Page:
“I also wonder whether the $100,000 CRD provision will have an ‘endorsement effect,’” Iwry says. “Will some participants see this as an invitation from the government and their employer to consider withdrawing up to $100,000 penalty-free, and perhaps borrowing up to another $100,000 during the statutory window even if they don’t urgently need them?”
In other words, some financially secure workers who might not need up to $100,000 (or $200,000 including the loan) in cash right now might see the CRD as a window to access funds penalty-free for a future emergency, or for another financial purpose beyond paying near-term bills and expenses.
“Participants could be tempted by the optionality of being able to repay the CRD distribution within the three year window to avoid income tax, but meanwhile holding onto it as a security measure in this uncertain time,” Iwry observes. “Unfortunately, taking the distribution during the current market dip will probably amount to a sell-low, buy-high strategy—buying into equities after the market has recovered if they repay the CRD. Also, that distribution will readily spend itself in the near term, but later will be hard to reconstitute and recontribute. By contrast, behaviorally, a plan loan benefits from the greater discipline of steady loan repayment via required automatic payroll deduction, unless employment terminates during the repayment.”
Steps by Providers
Charlie Nelson, chief executive officer, retirement and employee benefits, Voya Financial, says retirement plan recordkeepers are also concerned about leakage in this challenging time—though they are doing their part to provide liquidity to those who need it.
“With lost wages, significant health care costs and other unexpected expenses, we recognize that some may have no choice but to access their retirement savings to address the financial challenges that they are facing today,” Nelson says. “As always, we encourage individuals to balance their short-term cash needs with long-term goals, such as retirement readiness. We generally encourage individuals to consider flexible and health savings accounts [HSAs] for addressing health care costs. But, if a distribution from a qualified plan is needed, individuals should give careful thought to their options and consider several factors, including their short-term financial needs, tax implications and how they may replenish retirement funds in the future.”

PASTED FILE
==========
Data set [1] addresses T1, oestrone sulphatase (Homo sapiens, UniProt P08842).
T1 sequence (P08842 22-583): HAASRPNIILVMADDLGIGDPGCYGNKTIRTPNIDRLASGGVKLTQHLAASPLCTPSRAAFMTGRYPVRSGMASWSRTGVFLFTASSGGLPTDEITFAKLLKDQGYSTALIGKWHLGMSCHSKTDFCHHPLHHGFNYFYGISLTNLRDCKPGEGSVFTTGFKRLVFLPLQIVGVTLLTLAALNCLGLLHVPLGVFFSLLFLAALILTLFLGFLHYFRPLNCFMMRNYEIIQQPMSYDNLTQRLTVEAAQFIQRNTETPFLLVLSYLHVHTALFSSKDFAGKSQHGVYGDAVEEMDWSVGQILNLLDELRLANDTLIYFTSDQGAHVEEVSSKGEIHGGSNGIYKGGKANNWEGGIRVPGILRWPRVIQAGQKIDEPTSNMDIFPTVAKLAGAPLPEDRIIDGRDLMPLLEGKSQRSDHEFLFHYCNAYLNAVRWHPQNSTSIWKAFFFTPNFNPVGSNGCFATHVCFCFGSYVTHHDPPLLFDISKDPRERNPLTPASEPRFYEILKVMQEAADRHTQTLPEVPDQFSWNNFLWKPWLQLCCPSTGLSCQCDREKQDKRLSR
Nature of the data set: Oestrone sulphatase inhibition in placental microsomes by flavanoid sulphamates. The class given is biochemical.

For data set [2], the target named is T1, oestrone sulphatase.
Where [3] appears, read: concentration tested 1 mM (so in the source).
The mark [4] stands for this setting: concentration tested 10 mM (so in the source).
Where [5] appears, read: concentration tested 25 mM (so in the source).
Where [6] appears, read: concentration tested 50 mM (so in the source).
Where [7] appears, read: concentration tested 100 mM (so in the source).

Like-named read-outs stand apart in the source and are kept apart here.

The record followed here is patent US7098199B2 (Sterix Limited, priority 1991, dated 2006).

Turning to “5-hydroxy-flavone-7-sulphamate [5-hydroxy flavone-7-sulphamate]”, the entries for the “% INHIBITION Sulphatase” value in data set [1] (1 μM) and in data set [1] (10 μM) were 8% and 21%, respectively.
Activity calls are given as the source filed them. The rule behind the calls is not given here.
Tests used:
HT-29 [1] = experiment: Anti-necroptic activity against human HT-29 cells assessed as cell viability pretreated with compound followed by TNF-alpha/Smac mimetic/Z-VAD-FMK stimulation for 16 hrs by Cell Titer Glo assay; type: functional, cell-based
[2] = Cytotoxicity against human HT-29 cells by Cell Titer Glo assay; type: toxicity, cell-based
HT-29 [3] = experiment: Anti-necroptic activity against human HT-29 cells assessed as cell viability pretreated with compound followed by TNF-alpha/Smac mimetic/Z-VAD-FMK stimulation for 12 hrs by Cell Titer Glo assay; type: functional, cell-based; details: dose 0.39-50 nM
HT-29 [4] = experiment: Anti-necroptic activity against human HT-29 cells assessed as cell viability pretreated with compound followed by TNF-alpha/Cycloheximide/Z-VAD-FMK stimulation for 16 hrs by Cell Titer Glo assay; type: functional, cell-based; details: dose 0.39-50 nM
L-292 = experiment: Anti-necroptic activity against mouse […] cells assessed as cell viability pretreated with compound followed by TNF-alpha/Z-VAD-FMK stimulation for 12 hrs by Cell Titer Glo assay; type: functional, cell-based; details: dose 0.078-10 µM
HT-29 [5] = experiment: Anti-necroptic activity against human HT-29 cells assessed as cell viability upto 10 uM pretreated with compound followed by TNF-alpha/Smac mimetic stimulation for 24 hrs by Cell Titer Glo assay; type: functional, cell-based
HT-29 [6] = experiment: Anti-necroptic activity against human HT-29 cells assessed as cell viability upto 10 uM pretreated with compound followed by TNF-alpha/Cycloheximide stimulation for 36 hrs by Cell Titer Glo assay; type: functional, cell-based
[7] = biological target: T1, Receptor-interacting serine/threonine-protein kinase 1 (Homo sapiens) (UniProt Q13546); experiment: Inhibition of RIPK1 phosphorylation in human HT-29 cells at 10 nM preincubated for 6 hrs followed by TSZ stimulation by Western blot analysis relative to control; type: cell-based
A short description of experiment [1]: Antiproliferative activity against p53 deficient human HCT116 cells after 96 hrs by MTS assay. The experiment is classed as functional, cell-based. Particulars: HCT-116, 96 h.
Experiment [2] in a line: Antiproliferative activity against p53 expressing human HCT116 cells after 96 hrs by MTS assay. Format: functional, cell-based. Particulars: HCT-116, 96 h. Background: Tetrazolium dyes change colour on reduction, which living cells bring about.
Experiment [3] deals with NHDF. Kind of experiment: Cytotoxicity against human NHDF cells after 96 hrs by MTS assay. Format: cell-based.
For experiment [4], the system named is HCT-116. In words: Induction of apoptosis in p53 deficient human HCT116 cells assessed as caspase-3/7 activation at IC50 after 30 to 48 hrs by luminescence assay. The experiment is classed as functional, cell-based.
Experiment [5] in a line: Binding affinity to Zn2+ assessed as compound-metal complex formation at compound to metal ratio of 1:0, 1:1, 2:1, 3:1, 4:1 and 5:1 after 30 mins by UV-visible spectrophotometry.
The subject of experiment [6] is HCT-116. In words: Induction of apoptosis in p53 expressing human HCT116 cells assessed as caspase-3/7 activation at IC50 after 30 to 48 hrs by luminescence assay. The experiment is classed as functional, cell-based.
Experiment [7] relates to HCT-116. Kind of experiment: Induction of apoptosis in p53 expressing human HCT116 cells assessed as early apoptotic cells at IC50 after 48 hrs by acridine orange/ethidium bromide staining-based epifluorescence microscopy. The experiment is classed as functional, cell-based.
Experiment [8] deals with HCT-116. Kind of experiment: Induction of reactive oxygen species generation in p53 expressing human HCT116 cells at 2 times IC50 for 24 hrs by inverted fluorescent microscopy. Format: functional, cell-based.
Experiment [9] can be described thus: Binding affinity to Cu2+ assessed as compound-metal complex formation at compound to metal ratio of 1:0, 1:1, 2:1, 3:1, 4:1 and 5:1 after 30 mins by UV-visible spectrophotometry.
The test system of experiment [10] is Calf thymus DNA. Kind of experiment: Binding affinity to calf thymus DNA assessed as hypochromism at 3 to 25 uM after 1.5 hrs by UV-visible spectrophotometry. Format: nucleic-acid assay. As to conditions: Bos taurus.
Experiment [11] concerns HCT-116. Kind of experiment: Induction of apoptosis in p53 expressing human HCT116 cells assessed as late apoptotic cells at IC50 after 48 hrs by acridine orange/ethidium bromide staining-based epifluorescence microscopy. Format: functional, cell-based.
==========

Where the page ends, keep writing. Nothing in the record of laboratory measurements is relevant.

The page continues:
Matching the steps taken by various other providers, Voya is providing Americans with free access to a range of online resources, such as CARES Act analysis and virtual group education meetings. The firm will also provide phone-based meetings with financial professionals, subject to availability and limited to general education as opposed to individualized advice.
Nelson says this free support is intended to help individuals understand the CARES Act and the trade-offs involved in choosing among available financial resources: loans, hardship withdrawals, etc.
Empower Retirement is another provider that has announced efforts to help Americans contemplating taking hardship withdrawals. For starters, moving forward, the firm will not charge origination fees on any new plan loans and will suspend charges for all hardship withdrawals. These changes cover “all tax-qualified workplace retirement plans administered by Empower that permit such distributions.”
“We must do everything we can to accommodate the immediate financial needs of our customers,” says Empower Retirement President and CEO Edmund Murphy III. “Some are already in financial distress right now and need access to their retirement savings to support their loved ones. We are taking these steps to help those families.”
The fee waiver will remain in place until further notice, depending on circumstances in the economy and financial markets, Murphy says. He adds that Empower has “bolstered all call center capacity” and elevated the availability of one-on-one counseling sessions to meet the needs of retirement investors seeking advice.